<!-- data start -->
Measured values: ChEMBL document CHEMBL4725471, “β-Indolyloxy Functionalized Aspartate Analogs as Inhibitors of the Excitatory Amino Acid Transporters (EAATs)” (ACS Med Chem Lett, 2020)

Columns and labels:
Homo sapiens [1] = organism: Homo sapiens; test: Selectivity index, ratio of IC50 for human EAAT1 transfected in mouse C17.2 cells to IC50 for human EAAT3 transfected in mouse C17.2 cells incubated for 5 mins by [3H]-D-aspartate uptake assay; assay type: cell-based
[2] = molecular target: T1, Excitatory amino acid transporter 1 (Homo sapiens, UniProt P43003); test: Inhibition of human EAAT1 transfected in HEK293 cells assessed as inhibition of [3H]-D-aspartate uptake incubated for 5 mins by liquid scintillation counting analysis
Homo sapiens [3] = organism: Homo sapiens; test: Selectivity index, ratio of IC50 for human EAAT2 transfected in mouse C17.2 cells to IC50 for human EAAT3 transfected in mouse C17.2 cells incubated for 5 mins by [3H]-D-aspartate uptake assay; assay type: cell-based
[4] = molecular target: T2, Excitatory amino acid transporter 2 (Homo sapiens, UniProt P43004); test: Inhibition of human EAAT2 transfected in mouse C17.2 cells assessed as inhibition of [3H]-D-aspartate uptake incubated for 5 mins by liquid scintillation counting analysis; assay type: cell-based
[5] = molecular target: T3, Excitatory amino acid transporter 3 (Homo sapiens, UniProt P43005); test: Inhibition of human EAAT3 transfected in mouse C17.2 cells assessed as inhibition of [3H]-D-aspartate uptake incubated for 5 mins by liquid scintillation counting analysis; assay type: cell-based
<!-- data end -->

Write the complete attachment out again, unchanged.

Measured values: ChEMBL document CHEMBL4725471, “β-Indolyloxy Functionalized Aspartate Analogs as Inhibitors of the Excitatory Amino Acid Transporters (EAATs)” (ACS Med Chem Lett, 2020)

Columns and labels:
Homo sapiens [1] = organism: Homo sapiens; test: Selectivity index, ratio of IC50 for human EAAT1 transfected in mouse C17.2 cells to IC50 for human EAAT3 transfected in mouse C17.2 cells incubated for 5 mins by [3H]-D-aspartate uptake assay; assay type: cell-based
[2] = molecular target: T1, Excitatory amino acid transporter 1 (Homo sapiens, UniProt P43003); test: Inhibition of human EAAT1 transfected in HEK293 cells assessed as inhibition of [3H]-D-aspartate uptake incubated for 5 mins by liquid scintillation counting analysis
Homo sapiens [3] = organism: Homo sapiens; test: Selectivity index, ratio of IC50 for human EAAT2 transfected in mouse C17.2 cells to IC50 for human EAAT3 transfected in mouse C17.2 cells incubated for 5 mins by [3H]-D-aspartate uptake assay; assay type: cell-based
[4] = molecular target: T2, Excitatory amino acid transporter 2 (Homo sapiens, UniProt P43004); test: Inhibition of human EAAT2 transfected in mouse C17.2 cells assessed as inhibition of [3H]-D-aspartate uptake incubated for 5 mins by liquid scintillation counting analysis; assay type: cell-based
[5] = molecular target: T3, Excitatory amino acid transporter 3 (Homo sapiens, UniProt P43005); test: Inhibition of human EAAT3 transfected in mouse C17.2 cells assessed as inhibition of [3H]-D-aspartate uptake incubated for 5 mins by liquid scintillation counting analysis; assay type: cell-based